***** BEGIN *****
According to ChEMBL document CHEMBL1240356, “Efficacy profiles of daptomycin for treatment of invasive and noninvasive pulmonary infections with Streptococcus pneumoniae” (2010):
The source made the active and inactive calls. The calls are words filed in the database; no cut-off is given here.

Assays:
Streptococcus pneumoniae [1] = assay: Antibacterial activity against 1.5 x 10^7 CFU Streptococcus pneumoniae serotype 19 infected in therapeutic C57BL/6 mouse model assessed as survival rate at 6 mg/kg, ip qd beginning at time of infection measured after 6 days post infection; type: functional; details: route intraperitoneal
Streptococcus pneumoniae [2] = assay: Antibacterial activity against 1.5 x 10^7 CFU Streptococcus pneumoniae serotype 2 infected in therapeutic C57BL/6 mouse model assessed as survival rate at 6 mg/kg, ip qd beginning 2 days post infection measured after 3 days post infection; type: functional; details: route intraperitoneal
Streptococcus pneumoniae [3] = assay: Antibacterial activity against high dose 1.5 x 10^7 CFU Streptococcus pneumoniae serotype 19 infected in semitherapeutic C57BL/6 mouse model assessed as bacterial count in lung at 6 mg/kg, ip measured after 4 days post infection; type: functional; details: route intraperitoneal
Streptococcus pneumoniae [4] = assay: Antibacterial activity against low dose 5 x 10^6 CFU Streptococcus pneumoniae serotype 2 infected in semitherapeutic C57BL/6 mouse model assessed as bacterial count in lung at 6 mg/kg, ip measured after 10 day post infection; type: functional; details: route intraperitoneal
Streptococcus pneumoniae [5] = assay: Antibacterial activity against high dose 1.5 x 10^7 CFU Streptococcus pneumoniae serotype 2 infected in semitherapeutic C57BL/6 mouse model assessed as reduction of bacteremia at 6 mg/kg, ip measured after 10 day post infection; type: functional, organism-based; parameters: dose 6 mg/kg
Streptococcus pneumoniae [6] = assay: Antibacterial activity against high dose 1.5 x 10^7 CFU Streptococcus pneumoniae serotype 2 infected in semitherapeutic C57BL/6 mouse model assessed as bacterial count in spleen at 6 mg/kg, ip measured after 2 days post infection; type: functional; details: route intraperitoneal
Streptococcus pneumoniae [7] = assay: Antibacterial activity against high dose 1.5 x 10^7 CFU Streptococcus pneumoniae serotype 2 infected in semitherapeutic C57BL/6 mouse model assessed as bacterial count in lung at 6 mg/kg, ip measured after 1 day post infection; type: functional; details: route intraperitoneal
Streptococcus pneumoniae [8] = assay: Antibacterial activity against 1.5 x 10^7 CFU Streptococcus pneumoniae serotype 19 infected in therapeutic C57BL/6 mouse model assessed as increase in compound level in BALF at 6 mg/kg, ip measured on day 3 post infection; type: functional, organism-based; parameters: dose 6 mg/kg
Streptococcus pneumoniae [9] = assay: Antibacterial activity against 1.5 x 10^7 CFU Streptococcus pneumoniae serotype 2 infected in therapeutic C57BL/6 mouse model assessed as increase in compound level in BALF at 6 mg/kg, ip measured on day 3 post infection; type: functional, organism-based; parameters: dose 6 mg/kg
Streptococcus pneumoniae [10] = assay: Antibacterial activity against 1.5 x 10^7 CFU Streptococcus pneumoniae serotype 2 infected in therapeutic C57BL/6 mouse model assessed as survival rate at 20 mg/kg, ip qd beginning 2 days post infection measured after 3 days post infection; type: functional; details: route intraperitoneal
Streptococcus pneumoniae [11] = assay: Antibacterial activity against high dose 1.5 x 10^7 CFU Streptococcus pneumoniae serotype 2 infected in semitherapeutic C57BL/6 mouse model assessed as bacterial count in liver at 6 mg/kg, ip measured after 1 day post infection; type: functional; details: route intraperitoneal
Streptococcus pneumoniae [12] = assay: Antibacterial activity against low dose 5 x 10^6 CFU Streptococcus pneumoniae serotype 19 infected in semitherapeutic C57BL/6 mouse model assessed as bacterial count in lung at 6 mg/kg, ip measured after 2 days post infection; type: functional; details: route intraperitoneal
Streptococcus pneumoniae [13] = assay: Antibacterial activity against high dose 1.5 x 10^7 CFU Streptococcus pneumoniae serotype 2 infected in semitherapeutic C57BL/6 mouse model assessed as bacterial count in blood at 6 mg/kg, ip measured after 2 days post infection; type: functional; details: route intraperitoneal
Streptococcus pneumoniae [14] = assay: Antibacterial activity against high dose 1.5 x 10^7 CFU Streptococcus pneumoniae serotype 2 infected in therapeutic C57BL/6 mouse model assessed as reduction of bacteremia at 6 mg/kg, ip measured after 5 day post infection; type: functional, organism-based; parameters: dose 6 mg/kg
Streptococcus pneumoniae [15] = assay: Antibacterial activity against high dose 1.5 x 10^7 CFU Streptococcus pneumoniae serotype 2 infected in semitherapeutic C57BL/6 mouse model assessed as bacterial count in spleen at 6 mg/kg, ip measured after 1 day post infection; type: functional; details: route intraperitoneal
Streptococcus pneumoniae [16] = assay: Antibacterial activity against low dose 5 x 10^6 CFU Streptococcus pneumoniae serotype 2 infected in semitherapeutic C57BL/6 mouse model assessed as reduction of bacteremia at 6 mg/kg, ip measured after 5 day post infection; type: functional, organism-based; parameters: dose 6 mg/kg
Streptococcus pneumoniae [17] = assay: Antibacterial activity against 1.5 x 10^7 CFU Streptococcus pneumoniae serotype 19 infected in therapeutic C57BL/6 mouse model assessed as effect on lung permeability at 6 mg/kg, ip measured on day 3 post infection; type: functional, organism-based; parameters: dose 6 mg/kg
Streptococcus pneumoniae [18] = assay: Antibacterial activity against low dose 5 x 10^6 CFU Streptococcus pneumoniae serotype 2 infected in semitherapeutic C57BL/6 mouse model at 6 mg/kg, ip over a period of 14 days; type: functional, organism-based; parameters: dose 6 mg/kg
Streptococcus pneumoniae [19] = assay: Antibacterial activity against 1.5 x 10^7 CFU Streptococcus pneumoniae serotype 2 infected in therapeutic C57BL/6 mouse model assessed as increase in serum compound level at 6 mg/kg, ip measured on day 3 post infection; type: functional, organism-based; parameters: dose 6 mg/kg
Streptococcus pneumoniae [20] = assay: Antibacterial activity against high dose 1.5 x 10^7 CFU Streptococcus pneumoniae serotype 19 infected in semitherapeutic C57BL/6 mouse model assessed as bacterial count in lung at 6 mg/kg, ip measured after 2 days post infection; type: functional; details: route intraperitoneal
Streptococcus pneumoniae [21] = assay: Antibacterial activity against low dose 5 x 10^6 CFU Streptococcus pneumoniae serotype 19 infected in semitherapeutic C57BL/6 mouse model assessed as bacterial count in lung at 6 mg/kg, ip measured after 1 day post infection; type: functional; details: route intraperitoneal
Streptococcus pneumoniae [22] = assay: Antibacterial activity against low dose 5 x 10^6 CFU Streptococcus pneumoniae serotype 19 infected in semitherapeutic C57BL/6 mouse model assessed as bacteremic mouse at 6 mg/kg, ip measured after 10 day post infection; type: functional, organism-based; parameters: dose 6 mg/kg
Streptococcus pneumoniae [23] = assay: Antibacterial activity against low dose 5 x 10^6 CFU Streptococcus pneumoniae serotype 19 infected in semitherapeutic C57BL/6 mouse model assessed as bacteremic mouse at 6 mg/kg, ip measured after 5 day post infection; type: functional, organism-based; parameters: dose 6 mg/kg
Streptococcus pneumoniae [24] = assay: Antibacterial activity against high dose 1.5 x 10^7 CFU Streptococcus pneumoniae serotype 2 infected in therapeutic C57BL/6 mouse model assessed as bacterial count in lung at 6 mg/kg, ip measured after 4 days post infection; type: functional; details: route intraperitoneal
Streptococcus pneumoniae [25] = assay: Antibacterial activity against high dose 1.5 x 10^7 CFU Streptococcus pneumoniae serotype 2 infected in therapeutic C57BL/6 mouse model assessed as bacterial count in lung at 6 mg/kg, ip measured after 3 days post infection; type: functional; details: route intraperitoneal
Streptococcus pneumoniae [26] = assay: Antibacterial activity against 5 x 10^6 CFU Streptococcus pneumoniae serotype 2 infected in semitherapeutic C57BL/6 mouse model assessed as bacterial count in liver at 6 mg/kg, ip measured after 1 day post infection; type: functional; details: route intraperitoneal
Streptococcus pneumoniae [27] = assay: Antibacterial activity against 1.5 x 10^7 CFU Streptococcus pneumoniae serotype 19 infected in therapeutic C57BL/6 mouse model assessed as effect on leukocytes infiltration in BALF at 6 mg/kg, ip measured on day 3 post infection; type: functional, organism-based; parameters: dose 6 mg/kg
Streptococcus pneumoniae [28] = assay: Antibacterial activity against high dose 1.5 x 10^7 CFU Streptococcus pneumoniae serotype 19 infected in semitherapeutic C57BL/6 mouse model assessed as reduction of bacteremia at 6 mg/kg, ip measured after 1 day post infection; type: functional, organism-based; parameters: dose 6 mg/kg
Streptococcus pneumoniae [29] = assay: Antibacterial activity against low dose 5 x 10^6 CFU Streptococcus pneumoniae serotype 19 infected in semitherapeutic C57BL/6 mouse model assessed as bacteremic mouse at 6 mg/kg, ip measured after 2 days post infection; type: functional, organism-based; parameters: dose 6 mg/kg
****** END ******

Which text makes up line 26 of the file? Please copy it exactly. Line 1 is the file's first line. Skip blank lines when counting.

Streptococcus pneumoniae [23] = assay: Antibacterial activity against low dose 5 x 10^6 CFU Streptococcus pneumoniae serotype 19 infected in semitherapeutic C57BL/6 mouse model assessed as bacteremic mouse at 6 mg/kg, ip measured after 5 day post infection; type: functional, organism-based; parameters: dose 6 mg/kg